1936: The First Packers’ Title Game

It was the deep pass that won the Packers their first championship since the East/West title game playoff format was adopted in 1933.  That and a nightmare day for Redskin signal caller Riley Smith. On December 13, 1936 the Packers met the Eastern champs the Boston Redskins for the championship at the Polo Grounds in New York.  The game was played in New York because Redskins owner George Marshall was fed up with the lack of fan support for his team in Boston; indeed, they would become the Washington Redskins in the next season.

Green Bay was favored and started off quickly by scoring on its second possession. Lou Gordon recovered a fumble by Riley Smith on the Washington 47. Two plays later from the 44, Arnie Herber hit Don Hutson on a deep crossing pattern at the 15, and Hutson raced into the end zone from there. Tackle Ernie Smith converted the extra point and Green Bay had a 7-0 lead three minutes into the game.  After an exchange of punts, the Redskins drove 78 yards in 12 plays and scored on a 2yard Pug Rentner plunge at the start of the second quarter but Riley Smith missed the extra point. Smith also had a 30-yard field goal attempt blocked later in the second quarter so the score stood at 7-6 Packers at halftime.

Green Bay started fast again in the second half.  The key play in the Packers’ opening touchdown drive was a 51-yard pass from Herber to Johnny Blood who was immediately knocked out of bounds at the Redskins nine.  Still at the eight on fourth down, Herber found end Milt Gantenbein in the end zone for another touchdown pass and a 14-6 lead following Tiny Engebretsen’s extra point.  After the ensuing kickoff, the two centers in the game –Frank Butler of Green Bay and Frank Bausch of the Redskins – were ejected from the game for getting into a fist fight.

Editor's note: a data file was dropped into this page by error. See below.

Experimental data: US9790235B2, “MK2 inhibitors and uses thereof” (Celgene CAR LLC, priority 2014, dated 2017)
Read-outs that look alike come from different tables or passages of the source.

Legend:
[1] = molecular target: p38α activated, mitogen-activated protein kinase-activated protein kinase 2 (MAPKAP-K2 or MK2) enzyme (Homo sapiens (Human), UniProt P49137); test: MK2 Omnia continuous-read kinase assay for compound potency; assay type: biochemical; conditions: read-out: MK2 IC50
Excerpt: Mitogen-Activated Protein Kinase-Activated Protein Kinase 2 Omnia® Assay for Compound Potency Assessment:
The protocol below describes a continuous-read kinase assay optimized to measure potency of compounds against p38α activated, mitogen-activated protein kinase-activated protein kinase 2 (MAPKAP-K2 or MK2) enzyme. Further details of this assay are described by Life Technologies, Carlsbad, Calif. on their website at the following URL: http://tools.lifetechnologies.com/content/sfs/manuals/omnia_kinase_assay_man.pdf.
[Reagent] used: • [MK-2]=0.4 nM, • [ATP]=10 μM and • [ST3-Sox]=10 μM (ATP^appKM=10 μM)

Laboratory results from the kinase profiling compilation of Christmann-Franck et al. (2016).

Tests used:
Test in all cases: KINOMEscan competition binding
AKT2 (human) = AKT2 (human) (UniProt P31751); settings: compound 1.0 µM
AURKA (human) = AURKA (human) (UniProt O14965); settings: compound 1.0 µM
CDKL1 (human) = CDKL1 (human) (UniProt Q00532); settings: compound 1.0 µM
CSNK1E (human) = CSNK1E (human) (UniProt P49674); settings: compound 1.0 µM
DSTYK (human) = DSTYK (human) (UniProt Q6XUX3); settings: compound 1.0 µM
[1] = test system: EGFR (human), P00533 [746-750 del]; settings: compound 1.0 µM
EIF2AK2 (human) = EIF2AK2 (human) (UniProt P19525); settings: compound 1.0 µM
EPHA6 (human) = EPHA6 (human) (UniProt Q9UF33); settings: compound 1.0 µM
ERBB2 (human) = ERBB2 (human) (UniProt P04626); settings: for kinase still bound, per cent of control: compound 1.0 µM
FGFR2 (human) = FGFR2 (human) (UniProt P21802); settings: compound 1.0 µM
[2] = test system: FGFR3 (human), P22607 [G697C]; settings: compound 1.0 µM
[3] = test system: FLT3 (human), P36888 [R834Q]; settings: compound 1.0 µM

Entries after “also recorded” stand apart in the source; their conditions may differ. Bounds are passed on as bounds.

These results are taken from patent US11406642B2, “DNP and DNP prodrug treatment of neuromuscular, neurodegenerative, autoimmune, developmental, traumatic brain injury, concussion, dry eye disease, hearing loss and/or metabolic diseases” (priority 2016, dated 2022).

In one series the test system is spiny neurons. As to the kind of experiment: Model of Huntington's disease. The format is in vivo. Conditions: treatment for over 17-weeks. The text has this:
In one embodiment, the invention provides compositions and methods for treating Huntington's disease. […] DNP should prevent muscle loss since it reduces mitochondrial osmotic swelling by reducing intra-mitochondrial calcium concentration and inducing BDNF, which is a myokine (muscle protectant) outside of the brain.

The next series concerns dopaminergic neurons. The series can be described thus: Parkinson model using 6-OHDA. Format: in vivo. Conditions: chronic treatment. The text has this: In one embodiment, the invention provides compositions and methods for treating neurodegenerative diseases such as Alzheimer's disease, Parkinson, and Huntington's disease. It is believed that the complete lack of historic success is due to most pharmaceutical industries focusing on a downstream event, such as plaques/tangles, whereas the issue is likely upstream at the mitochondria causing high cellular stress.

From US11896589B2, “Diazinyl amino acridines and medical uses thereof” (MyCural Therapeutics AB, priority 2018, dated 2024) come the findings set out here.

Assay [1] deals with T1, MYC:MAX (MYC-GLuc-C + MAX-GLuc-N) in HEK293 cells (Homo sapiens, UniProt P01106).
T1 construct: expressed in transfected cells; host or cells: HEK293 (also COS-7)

The Packers would clinch matters in the fourth quarter after Lon Evans blocked Riley Smith’s punt from the Washington 20 and Don Hutson recovered the ball at the two.  On second down, Bob Monnett swept wide for two yards and the third Green Bay touchdown to complete the scoring in a 21-6 final. Ernie Smith kicked the final extra point and a few minutes later blocked still another Smith punt, but no points came of that.

Individual statistics from the day are in conflict.  The Milwaukee Sentinel lists Arnie Herber as completing nine of 23 passes while the New York Times says he hit six of 13 passes. The Chicago Tribune lists Herber as 6 of 14 and Don Hutson catching five balls. Presumably, Bobby Monnett threw the remaining Packer passes. It is clear that the Packers outgained the Redskins 153-91 yards through the air and that two of their three scores came on passes.

To get an idea of how much this championship game differed in impact from today’s Super Bowl, consider that second sentence of the Milwaukee Journal’s recap of the game read: “It was a battle between champions of the western and eastern division of the league and paid off not only in that intangible thing called the “title” but also in a crack at the college all-stars in Chicago next September and that means money.”

1936aherber  1936bmonnett

1936dhutson  1936mgantenbein

1936jblood  1936esmith

1936pengebretsen  1936levans

1936lgordon  1936fbutler

Custom cards are all colorized.

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